Credit Card fraud trend in Ohio hits KSU students, agency designed to help victims

Breyanna Tripp

Emily Sabaka’s credit card was hacked last year, and she still does not know how it happened.

“It was annoying because charges just started showing up and they were in different states and I had no clue what was going on. “ said Sabaka, a senior visual communication design major. “I think one was a couple hundred dollars and that’s why they contacted me and they cancelled my card and filed a fraud report.”

Credit card fraud is among the top ten complaints of Ohio consumers according to the Consumer Sentinel Network, a database of online complaints provided by the Federal Trade Commission.

The Consumer Sentinel Network Data Book stated that 67,692 consumers between the ages of 20-29 filed a fraud complaint in 2013.

Deborah Young, a banker at Key Bank, suggests that students keep track of their credit card statements so that they know what is charged on the card.

“What I like to do on my credit card is to keep just one credit card for online purchases, that way it is a lot easier to keep in track of what you are doing online.” Young said. “If there is something that just shows up that’s not yours, then you know right away to contact the credit card company.”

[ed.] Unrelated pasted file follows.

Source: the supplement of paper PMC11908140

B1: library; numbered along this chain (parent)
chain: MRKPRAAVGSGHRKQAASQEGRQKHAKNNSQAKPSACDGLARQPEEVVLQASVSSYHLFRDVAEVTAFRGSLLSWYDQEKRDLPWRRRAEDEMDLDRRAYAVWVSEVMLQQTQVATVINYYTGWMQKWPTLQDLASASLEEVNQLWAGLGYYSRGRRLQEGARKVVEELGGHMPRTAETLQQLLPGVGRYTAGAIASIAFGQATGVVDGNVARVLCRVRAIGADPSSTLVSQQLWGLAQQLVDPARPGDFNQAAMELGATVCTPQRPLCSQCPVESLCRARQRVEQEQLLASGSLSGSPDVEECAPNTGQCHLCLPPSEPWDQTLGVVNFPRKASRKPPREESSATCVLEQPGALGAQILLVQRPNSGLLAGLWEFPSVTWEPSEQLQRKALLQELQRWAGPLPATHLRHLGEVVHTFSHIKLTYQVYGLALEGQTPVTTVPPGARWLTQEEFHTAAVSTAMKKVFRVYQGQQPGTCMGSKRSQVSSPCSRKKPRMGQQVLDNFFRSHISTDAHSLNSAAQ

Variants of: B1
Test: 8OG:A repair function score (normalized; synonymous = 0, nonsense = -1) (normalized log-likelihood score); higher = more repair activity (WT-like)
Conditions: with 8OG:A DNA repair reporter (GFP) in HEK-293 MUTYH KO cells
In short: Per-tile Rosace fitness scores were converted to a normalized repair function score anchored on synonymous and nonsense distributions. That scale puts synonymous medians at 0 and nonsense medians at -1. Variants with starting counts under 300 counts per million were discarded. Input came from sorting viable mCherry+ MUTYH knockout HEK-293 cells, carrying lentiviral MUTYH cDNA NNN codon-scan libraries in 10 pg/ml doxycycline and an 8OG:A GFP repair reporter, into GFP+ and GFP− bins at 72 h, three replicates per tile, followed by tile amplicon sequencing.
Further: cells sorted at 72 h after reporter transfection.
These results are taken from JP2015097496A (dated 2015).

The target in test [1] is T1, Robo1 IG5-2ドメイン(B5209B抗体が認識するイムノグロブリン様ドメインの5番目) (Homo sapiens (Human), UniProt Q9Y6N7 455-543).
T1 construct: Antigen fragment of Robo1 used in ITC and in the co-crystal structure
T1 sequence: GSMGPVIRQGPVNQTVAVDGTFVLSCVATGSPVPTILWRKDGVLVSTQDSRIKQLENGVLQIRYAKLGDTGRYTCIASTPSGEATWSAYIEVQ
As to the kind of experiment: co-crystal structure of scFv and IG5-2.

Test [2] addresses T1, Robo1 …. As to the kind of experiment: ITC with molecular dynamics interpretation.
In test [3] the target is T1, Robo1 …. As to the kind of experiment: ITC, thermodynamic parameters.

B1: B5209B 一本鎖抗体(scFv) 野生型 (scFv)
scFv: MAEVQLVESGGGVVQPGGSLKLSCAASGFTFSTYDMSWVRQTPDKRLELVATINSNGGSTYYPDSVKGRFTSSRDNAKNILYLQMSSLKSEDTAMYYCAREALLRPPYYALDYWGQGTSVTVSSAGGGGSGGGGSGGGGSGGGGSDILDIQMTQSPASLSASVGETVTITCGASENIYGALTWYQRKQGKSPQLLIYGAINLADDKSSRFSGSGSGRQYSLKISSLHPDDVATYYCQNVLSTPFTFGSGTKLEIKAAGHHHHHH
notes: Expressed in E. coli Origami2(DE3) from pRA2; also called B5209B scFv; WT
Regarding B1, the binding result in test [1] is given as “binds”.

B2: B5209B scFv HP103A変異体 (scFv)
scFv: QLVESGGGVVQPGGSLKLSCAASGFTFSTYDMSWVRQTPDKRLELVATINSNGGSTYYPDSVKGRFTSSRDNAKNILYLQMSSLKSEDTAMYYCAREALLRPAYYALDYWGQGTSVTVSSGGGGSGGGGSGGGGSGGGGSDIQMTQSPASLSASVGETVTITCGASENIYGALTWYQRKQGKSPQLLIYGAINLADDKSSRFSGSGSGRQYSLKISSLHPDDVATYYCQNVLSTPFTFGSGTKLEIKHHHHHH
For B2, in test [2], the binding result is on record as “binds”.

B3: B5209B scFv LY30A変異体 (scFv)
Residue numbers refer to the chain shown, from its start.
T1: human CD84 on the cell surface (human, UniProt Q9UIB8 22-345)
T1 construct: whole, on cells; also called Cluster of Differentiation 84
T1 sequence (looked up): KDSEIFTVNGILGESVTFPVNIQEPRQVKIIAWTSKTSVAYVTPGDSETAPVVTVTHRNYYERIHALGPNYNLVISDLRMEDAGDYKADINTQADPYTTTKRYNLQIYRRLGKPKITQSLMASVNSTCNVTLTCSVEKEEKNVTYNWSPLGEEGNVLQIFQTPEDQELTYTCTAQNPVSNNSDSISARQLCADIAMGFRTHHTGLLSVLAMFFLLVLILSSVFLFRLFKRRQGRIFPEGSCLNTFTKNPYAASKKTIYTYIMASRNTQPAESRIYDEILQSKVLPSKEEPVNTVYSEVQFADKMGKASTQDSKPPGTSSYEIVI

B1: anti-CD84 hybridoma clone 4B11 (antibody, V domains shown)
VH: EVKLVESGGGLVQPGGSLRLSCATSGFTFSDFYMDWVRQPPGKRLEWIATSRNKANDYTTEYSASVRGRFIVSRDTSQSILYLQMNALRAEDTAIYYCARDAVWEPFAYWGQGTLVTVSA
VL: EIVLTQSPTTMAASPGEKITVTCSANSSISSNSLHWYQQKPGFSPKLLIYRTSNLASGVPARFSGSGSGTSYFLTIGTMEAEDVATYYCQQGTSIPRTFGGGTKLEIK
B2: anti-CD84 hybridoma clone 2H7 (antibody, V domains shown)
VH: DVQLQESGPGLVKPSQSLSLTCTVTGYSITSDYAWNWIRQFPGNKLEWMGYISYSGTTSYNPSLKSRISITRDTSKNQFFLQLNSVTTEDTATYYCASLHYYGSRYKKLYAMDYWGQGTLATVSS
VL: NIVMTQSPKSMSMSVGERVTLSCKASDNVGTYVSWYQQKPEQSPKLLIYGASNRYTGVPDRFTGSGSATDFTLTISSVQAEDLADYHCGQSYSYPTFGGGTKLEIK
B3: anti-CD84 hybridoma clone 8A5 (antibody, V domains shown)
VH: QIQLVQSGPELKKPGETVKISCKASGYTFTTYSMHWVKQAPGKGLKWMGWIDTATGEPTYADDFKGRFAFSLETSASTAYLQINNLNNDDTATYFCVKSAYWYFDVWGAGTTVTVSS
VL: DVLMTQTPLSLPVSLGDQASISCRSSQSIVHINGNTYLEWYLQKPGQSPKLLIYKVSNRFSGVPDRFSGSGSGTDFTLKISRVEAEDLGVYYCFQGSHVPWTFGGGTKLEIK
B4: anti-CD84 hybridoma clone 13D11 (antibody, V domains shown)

Samantha Lingenfelter, public health graduate student, said she uses her credit card everywhere.

“I apparently shopped at Target when their data breach was hacked, but I didn’t even remember going so I didn’t bother looking into getting my credit card fixed because I didn’t think I had gone,” Lingenfelter said. “I ended up getting an email last week from Chase bank. They had already done the work for me, which is nice because I’ve been using the card without even thinking about it.”

Ligenfelter said her credit card was not hacked, but they issued her a new card for safety precautions.

Bryan Stewart, the Program Associate at Ohio Public Interest Research Group , or PIRG,  a nonprofit organization that stands up for the interest of consumers, suggests students seek help from the Consumer Financial Protection Bureau, a federal agency that can guide and inform consumers about federal consumer laws.

“A lot of Ohioans and college students may not know about this new government agency designed to protect them.” Stewart said. “You can go to this agency and file a fraud report and they will help you get some sort of relief or some sort of result from your claim.”

For more information about the Consumer Financial Protection Bureau, visit

Contact Breyanna Tripp at [email protected].